Tłumacz Migam - Międzynarodowe Centrum Kultury
Context matters
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The different planning systems and institutional settings in place represent significant aspects, specifically in terms of what can or cannot be accomplished through mega-events in relation to heritage.
  • Consider thoroughly if and how to bid based on the characteristics of the urban context.
  • Right-size the contents of the mega-event to contribute to long term, sustainable development.
  • Mobilise mega-events to streamline political visions and consensus.
  • Re-use and adapt existing facilities when possible or design context-sensitive interventions

Decision-makers in heritage-rich cities shall consider thoroughly if and how to bid based on their specific conditions, potentials, size, socio-economic dynamics, infrastructure, accessibility and cultural heritage.

  • International agencies, along with national and local actors, should consider heritage-related opportunities, existing challenges and future projects as drivers of mega-event bidding and planning.
  • City actors and stakeholders should collectively and openly reflect upon what type of cultural or sport mega-event to target/bid for. They should prioritise the event that can best align with local context and aspirations.
  • An inclusive approach encompassing multiple heritage narratives can provide greater opportunities for mega-event planning to address diverse economic, social, cultural and environmental goals.
  • A mega-event can serve as an occasion to re-think the role of marginal areas and landscapes in urban, peri-urban and rural areas and establish new networks of places, people and practices.
  • The core strategies of the bid and subsequent plans can include underused historic areas or places not yet considered heritage but which are worthy of recognition and protection. Such sites can contribute to improving cultural life and spreading economic opportunities.
Mega-events and their contents should be right-sized in order to contribute to long-term heritage policies and place-based development.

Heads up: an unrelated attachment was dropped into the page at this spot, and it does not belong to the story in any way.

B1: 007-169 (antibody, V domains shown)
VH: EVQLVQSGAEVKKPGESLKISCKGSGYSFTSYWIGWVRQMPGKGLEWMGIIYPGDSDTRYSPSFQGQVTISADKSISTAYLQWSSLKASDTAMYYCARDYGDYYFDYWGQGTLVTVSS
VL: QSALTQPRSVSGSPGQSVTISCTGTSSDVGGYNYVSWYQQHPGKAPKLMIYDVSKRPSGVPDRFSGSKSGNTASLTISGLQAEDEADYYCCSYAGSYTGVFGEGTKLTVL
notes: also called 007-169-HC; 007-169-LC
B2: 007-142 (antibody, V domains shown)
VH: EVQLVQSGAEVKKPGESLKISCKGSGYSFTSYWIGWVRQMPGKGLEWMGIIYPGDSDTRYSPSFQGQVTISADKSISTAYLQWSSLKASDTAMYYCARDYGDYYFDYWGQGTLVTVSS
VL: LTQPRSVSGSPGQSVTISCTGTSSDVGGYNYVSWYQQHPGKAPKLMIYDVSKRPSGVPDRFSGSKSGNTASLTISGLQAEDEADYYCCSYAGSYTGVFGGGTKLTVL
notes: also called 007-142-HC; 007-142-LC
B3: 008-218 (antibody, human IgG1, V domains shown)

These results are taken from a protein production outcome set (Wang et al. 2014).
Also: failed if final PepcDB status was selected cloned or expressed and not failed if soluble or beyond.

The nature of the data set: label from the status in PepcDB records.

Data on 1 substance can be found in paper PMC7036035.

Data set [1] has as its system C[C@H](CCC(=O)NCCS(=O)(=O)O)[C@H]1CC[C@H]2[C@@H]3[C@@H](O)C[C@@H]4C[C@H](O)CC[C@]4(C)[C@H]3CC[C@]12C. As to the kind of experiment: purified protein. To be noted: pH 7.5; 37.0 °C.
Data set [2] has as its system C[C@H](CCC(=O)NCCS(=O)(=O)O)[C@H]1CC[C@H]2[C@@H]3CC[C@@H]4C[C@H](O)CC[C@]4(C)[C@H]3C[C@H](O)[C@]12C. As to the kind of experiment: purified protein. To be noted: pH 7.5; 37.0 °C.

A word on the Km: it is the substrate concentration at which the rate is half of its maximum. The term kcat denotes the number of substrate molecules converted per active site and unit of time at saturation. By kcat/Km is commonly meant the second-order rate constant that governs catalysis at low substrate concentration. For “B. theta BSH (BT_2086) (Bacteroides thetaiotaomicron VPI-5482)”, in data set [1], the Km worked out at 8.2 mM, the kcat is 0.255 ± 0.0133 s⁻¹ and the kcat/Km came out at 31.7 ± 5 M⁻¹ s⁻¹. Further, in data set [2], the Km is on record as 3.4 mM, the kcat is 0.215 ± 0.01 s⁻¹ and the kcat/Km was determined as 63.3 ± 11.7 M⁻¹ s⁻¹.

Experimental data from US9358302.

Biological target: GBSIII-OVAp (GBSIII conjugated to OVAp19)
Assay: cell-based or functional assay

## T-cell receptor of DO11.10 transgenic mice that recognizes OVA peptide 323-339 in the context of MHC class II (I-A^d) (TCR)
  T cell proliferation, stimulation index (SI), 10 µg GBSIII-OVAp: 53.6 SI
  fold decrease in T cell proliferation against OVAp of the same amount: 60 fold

• City and regional actors shall effectively communicate the tangible and intangible heritage values and the expected impacts of including it in mega-event planning. They should articulate long-term benefits rather than concentrate only on short-term economic goals.
  • The promotion of digital participation in events can expand the audience and co-create culture. Still, organisers must be careful not to disconnect digital events from the meaning and authenticity of heritage spaces.

 

Mega-events can help streamline political visions and generate consensus while providing much-needed funding to improve cultural heritage.

  • Mega-events typically build momentum for investment. They can help leverage public funding and direct additional private support towards relevant heritage policy actors and agencies.
  • Using a mega-event to strengthen cultural and tourism activities requires policies that anticipate and mitigate the adverse effects of potential over-tourism, gentrification or drops in tourism. Mega-event planning should seek a balance of diversified economic activities.
  • Including local tangible and intangible heritage in cultural mega-events strengthens city image, perception and appreciation of its cultures on a broader scale.
  • A strong cultural policy vision along with dedicated digital tools can help citizens and visitors better understand and appreciate local cultural heritage , it can broaden heritage awareness and increase the engagement of local actors.

Re-using and adapting existing infrastructure and facilities or designing context-sensitive interventions can benefit from meaningful uses of places that have proved to be resilient over time.

  • City decision-makers and event organisers should survey existing infrastructure, facilities, temporary structures, and cultural places that can be potentially utilised, also by understanding their heritage values, local and regional roles and connections.
  • Planning officials should envision mega-event related projects within the evolution of the urban and regional landscape to reduce potential friction with heritage policy actors.
  • Decision-makers should acknowledge, on a variety of scales, outdoor historic sites, open-air public spaces, parks and landscapes that can host a number of events and activities to reinvigorate their use by local communities.
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